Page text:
Though Californians voted 57.1 percent in favor Proposition 64 last month, carrying the bill, some demographics were not so hot on the measure. Who were these groups who voted against the effort to legalize recreational marijuana in the Golden State? Among them was the growers of Humboldt County, one of the major hubs of cannabis production in California.

Humboldt’s top-producing regions opposed the measure across the board, as reported by The Cannabist. Though Humboldt growers still opposed the proposition, the county was actually a little more friendly toward legalization than they were back in 2010 when lawmakers tried out the similar Proposition 19. Population centers, in particular, seemed to welcome the change in the marijuana market. The towns of Arcata, Trinidad, Eureka and McKinleyville all voted in favor of Proposition 64.

More rural, grow-heavy municipalities voted the other way, with 60 percent of Southern Humboldt’s voters going against legalization and 55 percent of Willow Creek’s Precinct casting their ballots the same way.

Why don’t the state’s biggest cannabis suppliers welcome a legal market that could make them legitimate? Probably a couple of reasons. First off, Proposition 64 has provisions which may allow big business to get their claws in the California cannabis market. The new measure has no limit on licenses for commercial marijuana cultivation and no limit on growth sizes, and Humboldt growers may be fearing that these new permissive laws will allow corporate interests to trample on the county’s economy and tradition.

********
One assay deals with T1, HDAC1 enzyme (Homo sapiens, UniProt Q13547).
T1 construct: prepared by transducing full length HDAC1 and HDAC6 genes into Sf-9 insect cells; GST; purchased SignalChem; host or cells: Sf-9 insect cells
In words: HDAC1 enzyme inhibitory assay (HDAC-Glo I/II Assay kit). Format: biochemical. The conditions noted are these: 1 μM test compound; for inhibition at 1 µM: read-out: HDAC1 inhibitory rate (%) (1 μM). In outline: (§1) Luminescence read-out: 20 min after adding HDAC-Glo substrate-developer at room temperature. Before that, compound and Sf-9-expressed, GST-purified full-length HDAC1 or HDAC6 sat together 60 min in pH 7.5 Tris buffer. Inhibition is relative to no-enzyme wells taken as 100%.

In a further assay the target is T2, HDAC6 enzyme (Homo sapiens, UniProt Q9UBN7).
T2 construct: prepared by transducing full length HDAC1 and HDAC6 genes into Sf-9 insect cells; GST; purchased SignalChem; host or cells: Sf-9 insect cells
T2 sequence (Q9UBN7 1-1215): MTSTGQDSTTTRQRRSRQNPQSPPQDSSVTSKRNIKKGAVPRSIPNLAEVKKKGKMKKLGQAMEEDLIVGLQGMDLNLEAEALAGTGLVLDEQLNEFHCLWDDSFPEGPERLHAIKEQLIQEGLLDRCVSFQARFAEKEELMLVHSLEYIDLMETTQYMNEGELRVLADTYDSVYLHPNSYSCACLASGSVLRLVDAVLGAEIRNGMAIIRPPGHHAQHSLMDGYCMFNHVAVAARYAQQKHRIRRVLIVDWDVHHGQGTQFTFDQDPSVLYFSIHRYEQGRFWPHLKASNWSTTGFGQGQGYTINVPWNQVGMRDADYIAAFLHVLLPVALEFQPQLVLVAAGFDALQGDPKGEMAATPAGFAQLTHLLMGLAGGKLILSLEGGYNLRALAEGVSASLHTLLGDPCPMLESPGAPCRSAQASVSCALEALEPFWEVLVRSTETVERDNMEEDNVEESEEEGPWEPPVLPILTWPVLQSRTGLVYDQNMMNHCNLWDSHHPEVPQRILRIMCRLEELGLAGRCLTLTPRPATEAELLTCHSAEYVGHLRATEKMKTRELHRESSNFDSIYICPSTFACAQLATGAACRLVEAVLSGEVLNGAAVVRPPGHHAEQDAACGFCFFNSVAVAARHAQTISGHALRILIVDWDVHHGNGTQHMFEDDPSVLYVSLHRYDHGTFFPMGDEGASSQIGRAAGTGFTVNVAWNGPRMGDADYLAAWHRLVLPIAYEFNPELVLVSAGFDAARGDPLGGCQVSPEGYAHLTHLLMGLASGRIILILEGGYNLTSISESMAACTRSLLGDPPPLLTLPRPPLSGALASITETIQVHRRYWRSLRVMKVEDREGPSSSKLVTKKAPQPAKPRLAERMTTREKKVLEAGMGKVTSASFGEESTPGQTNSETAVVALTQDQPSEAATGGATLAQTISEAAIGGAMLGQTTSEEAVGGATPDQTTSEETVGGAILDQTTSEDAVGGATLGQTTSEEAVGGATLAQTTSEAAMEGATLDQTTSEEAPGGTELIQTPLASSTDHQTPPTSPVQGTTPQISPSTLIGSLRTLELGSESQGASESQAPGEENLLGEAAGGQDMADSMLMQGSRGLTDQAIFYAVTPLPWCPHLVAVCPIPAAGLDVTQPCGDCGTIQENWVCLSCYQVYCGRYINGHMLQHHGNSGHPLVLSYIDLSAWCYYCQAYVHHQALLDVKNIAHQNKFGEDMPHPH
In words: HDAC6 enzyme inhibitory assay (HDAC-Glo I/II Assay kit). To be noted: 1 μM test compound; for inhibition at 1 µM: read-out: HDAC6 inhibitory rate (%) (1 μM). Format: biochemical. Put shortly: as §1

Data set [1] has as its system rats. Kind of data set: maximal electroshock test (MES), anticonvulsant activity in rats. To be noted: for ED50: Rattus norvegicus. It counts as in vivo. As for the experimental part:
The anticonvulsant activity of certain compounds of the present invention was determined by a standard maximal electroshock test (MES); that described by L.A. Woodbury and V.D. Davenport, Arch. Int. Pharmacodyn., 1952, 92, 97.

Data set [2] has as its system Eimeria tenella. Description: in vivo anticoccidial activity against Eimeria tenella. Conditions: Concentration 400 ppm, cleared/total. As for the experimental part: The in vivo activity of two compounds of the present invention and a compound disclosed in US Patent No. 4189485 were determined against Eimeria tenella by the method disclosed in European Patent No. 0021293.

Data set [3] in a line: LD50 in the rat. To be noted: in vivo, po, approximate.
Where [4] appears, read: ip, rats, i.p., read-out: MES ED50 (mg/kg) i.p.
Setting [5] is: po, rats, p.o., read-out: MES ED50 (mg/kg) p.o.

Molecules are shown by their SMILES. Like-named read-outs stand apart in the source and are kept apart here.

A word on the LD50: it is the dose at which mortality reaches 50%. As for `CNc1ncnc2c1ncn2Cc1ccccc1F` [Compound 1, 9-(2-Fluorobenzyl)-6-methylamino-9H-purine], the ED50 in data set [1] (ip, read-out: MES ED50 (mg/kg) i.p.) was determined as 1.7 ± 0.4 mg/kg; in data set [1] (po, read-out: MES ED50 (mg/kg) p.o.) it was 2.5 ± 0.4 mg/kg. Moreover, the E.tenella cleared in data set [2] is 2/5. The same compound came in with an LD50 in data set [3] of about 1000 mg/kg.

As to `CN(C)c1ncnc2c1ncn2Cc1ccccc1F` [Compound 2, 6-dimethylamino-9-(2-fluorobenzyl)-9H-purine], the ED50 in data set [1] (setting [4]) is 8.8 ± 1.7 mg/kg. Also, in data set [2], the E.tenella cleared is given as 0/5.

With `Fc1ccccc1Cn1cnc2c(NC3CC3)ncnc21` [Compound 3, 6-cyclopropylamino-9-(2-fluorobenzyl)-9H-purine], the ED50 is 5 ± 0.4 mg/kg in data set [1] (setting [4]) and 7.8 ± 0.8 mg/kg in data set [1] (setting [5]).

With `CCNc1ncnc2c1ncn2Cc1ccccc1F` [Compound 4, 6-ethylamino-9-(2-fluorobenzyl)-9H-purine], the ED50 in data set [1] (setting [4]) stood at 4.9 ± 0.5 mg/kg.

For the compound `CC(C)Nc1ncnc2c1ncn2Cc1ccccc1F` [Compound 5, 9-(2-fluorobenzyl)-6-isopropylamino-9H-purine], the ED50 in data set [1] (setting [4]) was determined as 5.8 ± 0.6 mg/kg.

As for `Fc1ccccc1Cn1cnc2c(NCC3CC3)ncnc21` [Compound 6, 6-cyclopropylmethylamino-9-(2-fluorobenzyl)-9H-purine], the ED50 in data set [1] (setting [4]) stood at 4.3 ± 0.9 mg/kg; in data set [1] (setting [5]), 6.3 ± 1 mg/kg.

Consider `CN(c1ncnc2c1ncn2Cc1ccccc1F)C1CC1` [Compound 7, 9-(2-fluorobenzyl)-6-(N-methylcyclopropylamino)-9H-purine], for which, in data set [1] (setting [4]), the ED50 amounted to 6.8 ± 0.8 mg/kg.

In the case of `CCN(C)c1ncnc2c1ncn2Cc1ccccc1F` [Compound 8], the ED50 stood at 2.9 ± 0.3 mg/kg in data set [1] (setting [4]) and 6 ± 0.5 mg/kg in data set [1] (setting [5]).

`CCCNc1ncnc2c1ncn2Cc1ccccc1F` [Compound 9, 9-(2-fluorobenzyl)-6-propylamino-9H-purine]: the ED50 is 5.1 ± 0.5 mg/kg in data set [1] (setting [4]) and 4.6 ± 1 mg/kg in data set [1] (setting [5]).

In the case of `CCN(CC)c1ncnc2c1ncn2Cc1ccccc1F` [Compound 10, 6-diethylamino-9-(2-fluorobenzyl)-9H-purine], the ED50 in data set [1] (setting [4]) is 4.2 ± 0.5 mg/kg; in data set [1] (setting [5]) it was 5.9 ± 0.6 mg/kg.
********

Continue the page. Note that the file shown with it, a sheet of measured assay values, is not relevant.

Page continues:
The other reason Humboldt growers may not be too keen on the idea of a legal market is that they might be more seriously regulated than ever before. Area cannabis producers have a longstanding tradition of not having the government look over their shoulder, but that may change now.

The offenses of Northern California growers aren’t just drug crimes either. Several disturbing incidents of human trafficking and sexual abuse on black market cannabis grow operations surfaced this year, culminating in the story of four men who escaped from captivity on an illegal cannabis farm in Northern California where they were forced to work as slaves and beaten.

Photo via Flickr user Michael Dourasch